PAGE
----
(Bloomberg) -- The support rate for Japanese Prime Minister Fumio Kishida hit new lows in three major polls, putting further pressure on his leadership as he tries to push an extra budget through parliament to support his latest economic package.

Polls released Monday by three of Japan’s biggest newspapers — the Yomiuri, Asahi and Mainichi — showed Kishida’s support rate at 24%, 25% and 21%, respectively. The levels are all below the 30% mark seen as a danger zone for Japanese premiers and are likely to fuel speculation that Kishida’s ruling Liberal Democratic Party may consider making a change at the top. The LDP is due to hold a leadership election next September.

“You can’t simply switch between joy and despair in response to polls,” Finance Minister Shunichi Suzuki said, acknowledging the survey figures were a tough assessment of the government and its stimulus measures. “Instead, you must resolutely get on with the tasks that can’t be put off — that’s the prime minister’s basic thinking in my view.”

The surveys were conducted while Kishida was in San Francisco for the Asia-Pacific Economic Cooperation summit, where he held talks with leaders including US President Joe Biden and Chinese President Xi Jinping. Biden invited Kishida to a state visit early next year. Japanese prime ministers often see a rise in support after international events, which boost their diplomatic profile.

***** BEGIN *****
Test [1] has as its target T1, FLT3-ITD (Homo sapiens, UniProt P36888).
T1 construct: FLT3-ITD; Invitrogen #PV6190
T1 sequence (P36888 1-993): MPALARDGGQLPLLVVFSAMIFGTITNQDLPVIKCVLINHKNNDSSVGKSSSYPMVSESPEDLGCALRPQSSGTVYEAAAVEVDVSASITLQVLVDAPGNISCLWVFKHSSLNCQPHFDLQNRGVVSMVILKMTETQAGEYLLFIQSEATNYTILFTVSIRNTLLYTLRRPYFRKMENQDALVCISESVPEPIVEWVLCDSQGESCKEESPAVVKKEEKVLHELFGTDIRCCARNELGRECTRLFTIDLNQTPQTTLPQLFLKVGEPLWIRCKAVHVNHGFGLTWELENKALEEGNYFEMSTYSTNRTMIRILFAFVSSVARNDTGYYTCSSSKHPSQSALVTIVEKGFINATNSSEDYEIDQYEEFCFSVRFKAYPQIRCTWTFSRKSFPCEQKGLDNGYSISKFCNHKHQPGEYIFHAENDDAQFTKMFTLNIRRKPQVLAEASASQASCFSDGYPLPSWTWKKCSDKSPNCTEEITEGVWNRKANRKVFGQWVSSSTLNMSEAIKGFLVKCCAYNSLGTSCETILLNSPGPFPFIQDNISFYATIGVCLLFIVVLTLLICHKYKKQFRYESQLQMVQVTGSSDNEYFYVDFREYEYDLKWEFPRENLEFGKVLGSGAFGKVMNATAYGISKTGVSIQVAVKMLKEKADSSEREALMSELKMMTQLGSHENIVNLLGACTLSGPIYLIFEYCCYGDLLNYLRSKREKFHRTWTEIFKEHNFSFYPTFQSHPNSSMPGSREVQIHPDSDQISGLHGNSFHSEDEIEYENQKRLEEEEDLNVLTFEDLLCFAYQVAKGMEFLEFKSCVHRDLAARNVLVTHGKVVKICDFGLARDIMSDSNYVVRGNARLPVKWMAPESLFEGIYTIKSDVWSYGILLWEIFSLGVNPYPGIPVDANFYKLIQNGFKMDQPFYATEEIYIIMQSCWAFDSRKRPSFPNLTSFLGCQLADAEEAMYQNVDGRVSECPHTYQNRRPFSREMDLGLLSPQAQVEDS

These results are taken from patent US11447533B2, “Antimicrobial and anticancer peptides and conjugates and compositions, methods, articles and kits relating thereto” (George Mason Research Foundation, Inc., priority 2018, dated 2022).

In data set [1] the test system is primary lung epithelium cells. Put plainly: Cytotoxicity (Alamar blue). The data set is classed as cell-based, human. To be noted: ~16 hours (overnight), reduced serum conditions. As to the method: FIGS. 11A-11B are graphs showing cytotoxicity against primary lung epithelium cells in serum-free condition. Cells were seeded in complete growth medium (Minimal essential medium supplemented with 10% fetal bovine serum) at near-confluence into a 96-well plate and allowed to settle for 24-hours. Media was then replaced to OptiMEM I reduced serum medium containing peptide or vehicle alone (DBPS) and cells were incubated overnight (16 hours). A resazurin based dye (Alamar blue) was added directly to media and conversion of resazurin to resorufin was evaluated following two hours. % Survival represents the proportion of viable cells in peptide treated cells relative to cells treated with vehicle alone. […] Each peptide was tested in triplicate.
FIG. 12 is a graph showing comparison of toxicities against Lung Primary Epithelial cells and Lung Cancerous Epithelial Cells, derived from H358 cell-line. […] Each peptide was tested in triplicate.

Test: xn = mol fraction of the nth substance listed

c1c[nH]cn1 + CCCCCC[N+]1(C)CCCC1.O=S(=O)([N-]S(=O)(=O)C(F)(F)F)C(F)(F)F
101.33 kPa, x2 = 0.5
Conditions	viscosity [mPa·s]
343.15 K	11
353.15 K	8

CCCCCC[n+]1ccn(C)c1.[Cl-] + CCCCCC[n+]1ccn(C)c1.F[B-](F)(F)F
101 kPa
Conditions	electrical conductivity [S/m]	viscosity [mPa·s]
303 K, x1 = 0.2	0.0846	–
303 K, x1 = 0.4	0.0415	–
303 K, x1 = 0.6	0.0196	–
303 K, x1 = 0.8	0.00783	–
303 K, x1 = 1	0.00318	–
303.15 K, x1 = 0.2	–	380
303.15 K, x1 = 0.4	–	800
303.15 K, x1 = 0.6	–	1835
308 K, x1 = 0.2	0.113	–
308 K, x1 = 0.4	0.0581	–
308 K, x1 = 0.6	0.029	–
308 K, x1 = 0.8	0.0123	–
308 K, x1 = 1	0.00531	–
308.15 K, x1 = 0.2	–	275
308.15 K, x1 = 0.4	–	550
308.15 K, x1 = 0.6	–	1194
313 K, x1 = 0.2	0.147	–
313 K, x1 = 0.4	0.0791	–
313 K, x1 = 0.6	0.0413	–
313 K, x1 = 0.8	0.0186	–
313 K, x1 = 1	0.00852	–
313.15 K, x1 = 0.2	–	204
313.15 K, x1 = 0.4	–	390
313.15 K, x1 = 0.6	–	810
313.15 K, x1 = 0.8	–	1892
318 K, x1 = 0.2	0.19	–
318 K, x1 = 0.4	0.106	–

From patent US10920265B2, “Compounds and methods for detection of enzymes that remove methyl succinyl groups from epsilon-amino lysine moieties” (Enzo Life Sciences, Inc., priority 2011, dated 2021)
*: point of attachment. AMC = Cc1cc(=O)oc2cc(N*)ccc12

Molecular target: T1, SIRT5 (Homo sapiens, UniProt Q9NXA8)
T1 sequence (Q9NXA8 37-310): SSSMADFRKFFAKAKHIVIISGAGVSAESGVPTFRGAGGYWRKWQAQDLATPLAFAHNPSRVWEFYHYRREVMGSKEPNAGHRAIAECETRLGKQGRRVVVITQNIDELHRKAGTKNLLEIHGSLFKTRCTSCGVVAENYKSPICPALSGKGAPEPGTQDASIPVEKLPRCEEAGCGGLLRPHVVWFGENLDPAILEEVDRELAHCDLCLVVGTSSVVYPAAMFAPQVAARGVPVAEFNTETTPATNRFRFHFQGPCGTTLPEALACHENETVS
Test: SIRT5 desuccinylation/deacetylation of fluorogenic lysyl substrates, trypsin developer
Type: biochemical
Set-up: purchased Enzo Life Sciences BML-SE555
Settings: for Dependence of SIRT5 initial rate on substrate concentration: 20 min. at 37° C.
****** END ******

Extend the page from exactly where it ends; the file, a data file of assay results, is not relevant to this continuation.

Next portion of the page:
But the surveys showed respondents are not enamored with Kishida’s plans for a ¥40,000 ($267) tax rebate next year and handouts for low-income households to help cope with rising prices. That’s been dismissed by some poll respondents as a temporary attempt to curry favor, while others have expressed concern about the deeply indebted country’s fiscal situation. 

Suzuki said the intentions and aims of the latest economic package haven’t been sufficiently conveyed to the public and weren’t therefore gaining traction with them. 

Parliamentary debate on a cabinet-approved extra budget to fund measures in the package worth more than ¥17 trillion is scheduled to start Monday. Japan has the highest public debt load among advanced economies after years of spending beyond its means. The extra bond issuance needed to fund the extra budget will add to those debts.

Chief government spokesman Hirokazu Matsuno also referred to a string of resignations by officials and said the government would take that on board and work with a heightened sense of urgency.

Kishida has dismissed calls for an early election this year so he can implement his economic plan, Kyodo News reported. With the support rates for opposition parties mired in single digits, the long-ruling LDP is almost certain to stay in power after the next election.

The prime minister has the right to call the vote whenever he wishes before the term for members of the lower house of parliament ends in 2025.

--With assistance from Takashi Hirokawa and Emi Urabe.

(Adds comments from government spokesman and finance minister)

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